A lot of people seem to expect a story to carry a clearly defined message, a meaning and intent. Some authors do write with a specific cause in mind, a certain aim — but I have never been one of them, nor do I particularly expect anyone to see in my work anything I might have intended. Our viewpoints are too different, our experiences worlds apart. Oranges and Lemons or Sing a Song of Sixpence, another old memory: harmless fun, or the dark consequences of social inequality — it all depends on which child you ask. In much of what I write, I try and comprehend the viewpoint of all sides involved. Who do you sympathise with most? That depends on you. And who you identify with affects greatly what you take away.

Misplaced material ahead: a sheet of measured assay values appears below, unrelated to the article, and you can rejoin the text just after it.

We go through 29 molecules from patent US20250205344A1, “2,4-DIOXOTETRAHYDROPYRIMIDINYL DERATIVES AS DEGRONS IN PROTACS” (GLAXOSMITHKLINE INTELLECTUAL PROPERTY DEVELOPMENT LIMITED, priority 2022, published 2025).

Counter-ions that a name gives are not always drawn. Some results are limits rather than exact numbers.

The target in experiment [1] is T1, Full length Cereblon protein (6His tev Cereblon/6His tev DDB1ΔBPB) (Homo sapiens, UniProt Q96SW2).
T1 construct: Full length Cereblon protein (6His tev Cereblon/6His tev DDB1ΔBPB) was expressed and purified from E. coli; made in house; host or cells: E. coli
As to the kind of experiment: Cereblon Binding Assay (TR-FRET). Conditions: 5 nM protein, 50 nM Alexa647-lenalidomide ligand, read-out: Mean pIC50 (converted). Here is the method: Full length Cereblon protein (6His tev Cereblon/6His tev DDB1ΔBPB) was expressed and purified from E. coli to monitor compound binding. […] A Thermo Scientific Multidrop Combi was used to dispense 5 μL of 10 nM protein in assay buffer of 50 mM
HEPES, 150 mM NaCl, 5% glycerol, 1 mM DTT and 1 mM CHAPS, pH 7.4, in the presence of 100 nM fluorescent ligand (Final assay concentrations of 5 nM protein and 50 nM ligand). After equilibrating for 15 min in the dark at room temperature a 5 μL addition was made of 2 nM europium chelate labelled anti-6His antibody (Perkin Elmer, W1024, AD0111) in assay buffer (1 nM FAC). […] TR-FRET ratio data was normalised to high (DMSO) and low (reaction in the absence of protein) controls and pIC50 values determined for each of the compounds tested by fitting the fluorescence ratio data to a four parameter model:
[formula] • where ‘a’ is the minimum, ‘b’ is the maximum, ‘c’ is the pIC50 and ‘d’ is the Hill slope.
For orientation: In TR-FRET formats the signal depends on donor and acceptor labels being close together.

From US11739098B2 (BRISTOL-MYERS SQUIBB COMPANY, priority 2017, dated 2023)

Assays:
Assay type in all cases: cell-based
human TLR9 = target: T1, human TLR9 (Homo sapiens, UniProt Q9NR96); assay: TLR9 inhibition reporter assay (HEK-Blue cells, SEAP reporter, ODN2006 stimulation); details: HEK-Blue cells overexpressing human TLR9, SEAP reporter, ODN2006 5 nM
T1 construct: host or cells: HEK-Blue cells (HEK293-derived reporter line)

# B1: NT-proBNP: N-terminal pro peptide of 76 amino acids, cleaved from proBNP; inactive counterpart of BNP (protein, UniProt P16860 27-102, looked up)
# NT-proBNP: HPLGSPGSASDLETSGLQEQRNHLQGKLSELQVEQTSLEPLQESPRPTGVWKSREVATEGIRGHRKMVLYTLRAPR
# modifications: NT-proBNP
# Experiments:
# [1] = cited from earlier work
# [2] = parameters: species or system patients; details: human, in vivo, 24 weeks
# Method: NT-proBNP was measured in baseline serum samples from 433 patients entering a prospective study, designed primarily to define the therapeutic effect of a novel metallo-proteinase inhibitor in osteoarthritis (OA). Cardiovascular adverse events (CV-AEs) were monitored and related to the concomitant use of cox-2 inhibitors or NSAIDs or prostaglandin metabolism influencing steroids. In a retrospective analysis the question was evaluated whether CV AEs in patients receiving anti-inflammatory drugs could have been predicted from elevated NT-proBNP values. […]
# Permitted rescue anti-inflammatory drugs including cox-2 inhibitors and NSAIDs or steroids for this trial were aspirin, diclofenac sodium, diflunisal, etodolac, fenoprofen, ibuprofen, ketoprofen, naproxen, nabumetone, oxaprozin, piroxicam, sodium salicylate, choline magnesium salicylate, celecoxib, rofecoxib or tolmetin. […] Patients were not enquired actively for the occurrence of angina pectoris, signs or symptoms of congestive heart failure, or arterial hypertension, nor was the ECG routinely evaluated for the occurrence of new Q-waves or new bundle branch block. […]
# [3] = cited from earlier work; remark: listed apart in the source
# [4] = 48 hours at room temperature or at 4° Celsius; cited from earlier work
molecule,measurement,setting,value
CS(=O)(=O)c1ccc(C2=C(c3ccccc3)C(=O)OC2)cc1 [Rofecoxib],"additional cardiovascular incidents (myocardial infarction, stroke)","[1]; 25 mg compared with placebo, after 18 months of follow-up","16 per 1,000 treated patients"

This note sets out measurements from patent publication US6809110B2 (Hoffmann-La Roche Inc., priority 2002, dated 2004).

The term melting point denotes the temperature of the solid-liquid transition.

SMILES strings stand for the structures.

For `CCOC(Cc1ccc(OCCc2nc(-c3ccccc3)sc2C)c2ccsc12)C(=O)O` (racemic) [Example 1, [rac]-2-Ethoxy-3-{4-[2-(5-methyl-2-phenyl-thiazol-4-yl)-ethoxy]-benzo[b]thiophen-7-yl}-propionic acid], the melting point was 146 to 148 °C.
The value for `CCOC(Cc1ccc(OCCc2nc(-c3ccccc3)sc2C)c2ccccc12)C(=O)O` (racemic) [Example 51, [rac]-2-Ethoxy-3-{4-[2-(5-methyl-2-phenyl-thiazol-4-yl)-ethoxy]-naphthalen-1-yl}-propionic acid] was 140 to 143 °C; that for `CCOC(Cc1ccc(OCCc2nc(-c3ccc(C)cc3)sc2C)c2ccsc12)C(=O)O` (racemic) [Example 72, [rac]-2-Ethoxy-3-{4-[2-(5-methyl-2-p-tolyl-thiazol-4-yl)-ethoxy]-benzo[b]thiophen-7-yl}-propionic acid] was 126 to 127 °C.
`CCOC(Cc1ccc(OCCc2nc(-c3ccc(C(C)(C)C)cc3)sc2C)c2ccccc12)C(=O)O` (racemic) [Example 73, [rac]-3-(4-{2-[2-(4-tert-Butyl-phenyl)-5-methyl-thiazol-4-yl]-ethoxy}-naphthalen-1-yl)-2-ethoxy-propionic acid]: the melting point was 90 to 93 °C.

I often explore things through writing that I couldn’t easily explore in person. Working with characters and ideals unlike my own is a wonderful way to expand my horizons, reaching understandings that I might never reach any other way, seeing the viewpoints of even those I bitterly disagree with. I might tell a story from a certain point of view, but it doesn’t follow that that’s a point of view that I wish to make other people agree with — only a point of view I was interested in, or one essential to the story. There’s no meaning there, no message, beyond the most important: the one that you see for yourself. What my work means is what it means to you, and what matters to you is what you see there. Perhaps you see a fun story, perhaps you see a moral, perhaps you see a rule to live your life by (anything’s possible!). Whatever it is, enjoy it to the full, because what you see is the most important thing of all.